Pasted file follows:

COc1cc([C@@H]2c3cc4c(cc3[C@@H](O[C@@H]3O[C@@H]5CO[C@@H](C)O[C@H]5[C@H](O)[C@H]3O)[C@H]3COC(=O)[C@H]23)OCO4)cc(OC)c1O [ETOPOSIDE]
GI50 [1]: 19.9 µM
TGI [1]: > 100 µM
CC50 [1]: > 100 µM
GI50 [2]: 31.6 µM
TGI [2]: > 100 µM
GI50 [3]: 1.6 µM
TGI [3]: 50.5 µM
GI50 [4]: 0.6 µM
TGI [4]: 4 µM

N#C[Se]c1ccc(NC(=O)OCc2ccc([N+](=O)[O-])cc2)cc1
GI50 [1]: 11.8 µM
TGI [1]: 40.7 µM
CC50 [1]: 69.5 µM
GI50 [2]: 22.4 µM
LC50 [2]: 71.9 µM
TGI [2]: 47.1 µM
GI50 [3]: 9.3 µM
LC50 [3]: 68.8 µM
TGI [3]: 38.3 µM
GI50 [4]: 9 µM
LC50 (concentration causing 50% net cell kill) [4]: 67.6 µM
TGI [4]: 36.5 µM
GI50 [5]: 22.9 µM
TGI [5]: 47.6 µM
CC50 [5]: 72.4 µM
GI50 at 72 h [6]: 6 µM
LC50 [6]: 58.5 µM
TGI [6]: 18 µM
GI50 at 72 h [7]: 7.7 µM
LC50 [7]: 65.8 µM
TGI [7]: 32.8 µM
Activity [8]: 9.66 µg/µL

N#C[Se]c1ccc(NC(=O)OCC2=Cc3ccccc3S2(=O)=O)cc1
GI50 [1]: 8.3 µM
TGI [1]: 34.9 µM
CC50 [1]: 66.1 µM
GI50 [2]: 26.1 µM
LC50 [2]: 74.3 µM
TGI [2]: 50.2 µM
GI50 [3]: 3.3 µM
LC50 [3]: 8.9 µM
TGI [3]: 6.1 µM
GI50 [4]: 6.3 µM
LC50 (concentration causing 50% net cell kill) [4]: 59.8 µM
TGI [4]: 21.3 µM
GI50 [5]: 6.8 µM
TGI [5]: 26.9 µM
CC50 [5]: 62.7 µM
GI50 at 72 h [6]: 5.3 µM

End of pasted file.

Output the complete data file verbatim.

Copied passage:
COc1cc([C@@H]2c3cc4c(cc3[C@@H](O[C@@H]3O[C@@H]5CO[C@@H](C)O[C@H]5[C@H](O)[C@H]3O)[C@H]3COC(=O)[C@H]23)OCO4)cc(OC)c1O [ETOPOSIDE]
GI50 [1]: 19.9 µM
TGI [1]: > 100 µM
CC50 [1]: > 100 µM
GI50 [2]: 31.6 µM
TGI [2]: > 100 µM
GI50 [3]: 1.6 µM
TGI [3]: 50.5 µM
GI50 [4]: 0.6 µM
TGI [4]: 4 µM

N#C[Se]c1ccc(NC(=O)OCc2ccc([N+](=O)[O-])cc2)cc1
GI50 [1]: 11.8 µM
TGI [1]: 40.7 µM
CC50 [1]: 69.5 µM
GI50 [2]: 22.4 µM
LC50 [2]: 71.9 µM
TGI [2]: 47.1 µM
GI50 [3]: 9.3 µM
LC50 [3]: 68.8 µM
TGI [3]: 38.3 µM
GI50 [4]: 9 µM
LC50 (concentration causing 50% net cell kill) [4]: 67.6 µM
TGI [4]: 36.5 µM
GI50 [5]: 22.9 µM
TGI [5]: 47.6 µM
CC50 [5]: 72.4 µM
GI50 at 72 h [6]: 6 µM
LC50 [6]: 58.5 µM
TGI [6]: 18 µM
GI50 at 72 h [7]: 7.7 µM
LC50 [7]: 65.8 µM
TGI [7]: 32.8 µM
Activity [8]: 9.66 µg/µL

N#C[Se]c1ccc(NC(=O)OCC2=Cc3ccccc3S2(=O)=O)cc1
GI50 [1]: 8.3 µM
TGI [1]: 34.9 µM
CC50 [1]: 66.1 µM
GI50 [2]: 26.1 µM
LC50 [2]: 74.3 µM
TGI [2]: 50.2 µM
GI50 [3]: 3.3 µM
LC50 [3]: 8.9 µM
TGI [3]: 6.1 µM
GI50 [4]: 6.3 µM
LC50 (concentration causing 50% net cell kill) [4]: 59.8 µM
TGI [4]: 21.3 µM
GI50 [5]: 6.8 µM
TGI [5]: 26.9 µM
CC50 [5]: 62.7 µM
GI50 at 72 h [6]: 5.3 µM